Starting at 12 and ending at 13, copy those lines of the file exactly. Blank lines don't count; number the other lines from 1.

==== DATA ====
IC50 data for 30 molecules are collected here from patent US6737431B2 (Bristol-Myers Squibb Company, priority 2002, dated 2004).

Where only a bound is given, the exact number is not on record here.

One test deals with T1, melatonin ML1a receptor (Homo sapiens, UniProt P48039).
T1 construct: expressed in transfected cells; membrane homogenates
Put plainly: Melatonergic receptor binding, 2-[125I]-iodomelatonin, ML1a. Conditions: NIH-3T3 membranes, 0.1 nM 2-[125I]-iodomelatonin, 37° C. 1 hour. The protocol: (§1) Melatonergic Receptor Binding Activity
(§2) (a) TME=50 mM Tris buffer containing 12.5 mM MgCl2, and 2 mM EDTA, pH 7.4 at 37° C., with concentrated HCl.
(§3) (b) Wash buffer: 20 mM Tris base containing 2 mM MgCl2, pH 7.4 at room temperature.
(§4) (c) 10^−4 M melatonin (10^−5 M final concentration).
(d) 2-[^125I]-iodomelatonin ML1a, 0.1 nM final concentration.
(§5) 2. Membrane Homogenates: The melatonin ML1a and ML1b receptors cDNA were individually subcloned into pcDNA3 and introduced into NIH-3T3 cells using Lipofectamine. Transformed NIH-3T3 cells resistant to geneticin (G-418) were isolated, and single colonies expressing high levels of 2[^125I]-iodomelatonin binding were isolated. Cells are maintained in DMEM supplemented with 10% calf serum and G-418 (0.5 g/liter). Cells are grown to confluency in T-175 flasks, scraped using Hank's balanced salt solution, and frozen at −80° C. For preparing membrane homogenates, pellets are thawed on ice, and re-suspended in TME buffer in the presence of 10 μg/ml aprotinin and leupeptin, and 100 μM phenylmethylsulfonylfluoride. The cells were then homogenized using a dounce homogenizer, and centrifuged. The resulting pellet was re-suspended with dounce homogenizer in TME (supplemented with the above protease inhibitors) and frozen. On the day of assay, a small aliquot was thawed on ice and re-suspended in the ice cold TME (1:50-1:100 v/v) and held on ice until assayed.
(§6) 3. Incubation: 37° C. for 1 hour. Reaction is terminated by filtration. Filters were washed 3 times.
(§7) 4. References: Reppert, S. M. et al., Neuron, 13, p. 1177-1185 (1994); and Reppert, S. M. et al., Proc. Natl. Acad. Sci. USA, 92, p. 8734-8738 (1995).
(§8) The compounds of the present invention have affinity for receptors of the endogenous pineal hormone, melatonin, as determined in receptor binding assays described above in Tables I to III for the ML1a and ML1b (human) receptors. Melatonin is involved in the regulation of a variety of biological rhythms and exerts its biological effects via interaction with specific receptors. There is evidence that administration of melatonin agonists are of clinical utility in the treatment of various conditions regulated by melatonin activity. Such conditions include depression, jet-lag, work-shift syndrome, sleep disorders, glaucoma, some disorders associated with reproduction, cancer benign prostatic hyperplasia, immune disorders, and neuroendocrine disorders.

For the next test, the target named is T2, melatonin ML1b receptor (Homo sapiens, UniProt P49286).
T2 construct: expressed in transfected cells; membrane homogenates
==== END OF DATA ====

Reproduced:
(§7) 4. References: Reppert, S. M. et al., Neuron, 13, p. 1177-1185 (1994); and Reppert, S. M. et al., Proc. Natl. Acad. Sci. USA, 92, p. 8734-8738 (1995).
(§8) The compounds of the present invention have affinity for receptors of the endogenous pineal hormone, melatonin, as determined in receptor binding assays described above in Tables I to III for the ML1a and ML1b (human) receptors. Melatonin is involved in the regulation of a variety of biological rhythms and exerts its biological effects via interaction with specific receptors. There is evidence that administration of melatonin agonists are of clinical utility in the treatment of various conditions regulated by melatonin activity. Such conditions include depression, jet-lag, work-shift syndrome, sleep disorders, glaucoma, some disorders associated with reproduction, cancer benign prostatic hyperplasia, immune disorders, and neuroendocrine disorders.